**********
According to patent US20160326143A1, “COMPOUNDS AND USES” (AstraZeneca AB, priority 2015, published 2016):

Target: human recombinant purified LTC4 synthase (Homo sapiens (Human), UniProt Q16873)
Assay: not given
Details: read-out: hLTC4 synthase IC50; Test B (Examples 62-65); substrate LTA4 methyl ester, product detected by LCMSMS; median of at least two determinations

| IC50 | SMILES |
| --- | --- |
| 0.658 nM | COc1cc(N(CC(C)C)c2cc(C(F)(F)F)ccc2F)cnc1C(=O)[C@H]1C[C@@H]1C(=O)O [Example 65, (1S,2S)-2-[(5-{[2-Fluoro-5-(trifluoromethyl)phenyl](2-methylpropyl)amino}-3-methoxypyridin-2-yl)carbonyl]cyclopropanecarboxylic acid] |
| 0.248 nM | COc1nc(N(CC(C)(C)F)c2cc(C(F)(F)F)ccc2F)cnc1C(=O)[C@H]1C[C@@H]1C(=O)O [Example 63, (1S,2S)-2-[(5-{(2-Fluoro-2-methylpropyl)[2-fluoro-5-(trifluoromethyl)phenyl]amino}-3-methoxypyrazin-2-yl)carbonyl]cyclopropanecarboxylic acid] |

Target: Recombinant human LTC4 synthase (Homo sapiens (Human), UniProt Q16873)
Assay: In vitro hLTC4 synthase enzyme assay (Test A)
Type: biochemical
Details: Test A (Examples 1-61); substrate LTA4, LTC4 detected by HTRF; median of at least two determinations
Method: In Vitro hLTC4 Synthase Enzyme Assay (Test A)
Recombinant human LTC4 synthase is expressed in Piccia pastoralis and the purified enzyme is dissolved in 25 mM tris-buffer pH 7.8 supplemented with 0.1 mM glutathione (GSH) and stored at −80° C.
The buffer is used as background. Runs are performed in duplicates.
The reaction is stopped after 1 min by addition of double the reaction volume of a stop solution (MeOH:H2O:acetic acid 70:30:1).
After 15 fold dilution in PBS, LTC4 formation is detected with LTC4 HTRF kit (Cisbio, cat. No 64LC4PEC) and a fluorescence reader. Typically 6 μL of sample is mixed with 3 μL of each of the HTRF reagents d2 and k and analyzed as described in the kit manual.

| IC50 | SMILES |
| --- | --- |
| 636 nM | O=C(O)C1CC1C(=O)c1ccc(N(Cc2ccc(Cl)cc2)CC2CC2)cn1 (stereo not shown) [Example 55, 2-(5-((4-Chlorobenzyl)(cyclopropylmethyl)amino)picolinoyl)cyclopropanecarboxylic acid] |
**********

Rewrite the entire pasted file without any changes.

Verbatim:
According to patent US20160326143A1, “COMPOUNDS AND USES” (AstraZeneca AB, priority 2015, published 2016):

Target: human recombinant purified LTC4 synthase (Homo sapiens (Human), UniProt Q16873)
Assay: not given
Details: read-out: hLTC4 synthase IC50; Test B (Examples 62-65); substrate LTA4 methyl ester, product detected by LCMSMS; median of at least two determinations

| IC50 | SMILES |
| --- | --- |
| 0.658 nM | COc1cc(N(CC(C)C)c2cc(C(F)(F)F)ccc2F)cnc1C(=O)[C@H]1C[C@@H]1C(=O)O [Example 65, (1S,2S)-2-[(5-{[2-Fluoro-5-(trifluoromethyl)phenyl](2-methylpropyl)amino}-3-methoxypyridin-2-yl)carbonyl]cyclopropanecarboxylic acid] |
| 0.248 nM | COc1nc(N(CC(C)(C)F)c2cc(C(F)(F)F)ccc2F)cnc1C(=O)[C@H]1C[C@@H]1C(=O)O [Example 63, (1S,2S)-2-[(5-{(2-Fluoro-2-methylpropyl)[2-fluoro-5-(trifluoromethyl)phenyl]amino}-3-methoxypyrazin-2-yl)carbonyl]cyclopropanecarboxylic acid] |

Target: Recombinant human LTC4 synthase (Homo sapiens (Human), UniProt Q16873)
Assay: In vitro hLTC4 synthase enzyme assay (Test A)
Type: biochemical
Details: Test A (Examples 1-61); substrate LTA4, LTC4 detected by HTRF; median of at least two determinations
Method: In Vitro hLTC4 Synthase Enzyme Assay (Test A)
Recombinant human LTC4 synthase is expressed in Piccia pastoralis and the purified enzyme is dissolved in 25 mM tris-buffer pH 7.8 supplemented with 0.1 mM glutathione (GSH) and stored at −80° C.
The buffer is used as background. Runs are performed in duplicates.
The reaction is stopped after 1 min by addition of double the reaction volume of a stop solution (MeOH:H2O:acetic acid 70:30:1).
After 15 fold dilution in PBS, LTC4 formation is detected with LTC4 HTRF kit (Cisbio, cat. No 64LC4PEC) and a fluorescence reader. Typically 6 μL of sample is mixed with 3 μL of each of the HTRF reagents d2 and k and analyzed as described in the kit manual.

| IC50 | SMILES |
| --- | --- |
| 636 nM | O=C(O)C1CC1C(=O)c1ccc(N(Cc2ccc(Cl)cc2)CC2CC2)cn1 (stereo not shown) [Example 55, 2-(5-((4-Chlorobenzyl)(cyclopropylmethyl)amino)picolinoyl)cyclopropanecarboxylic acid] |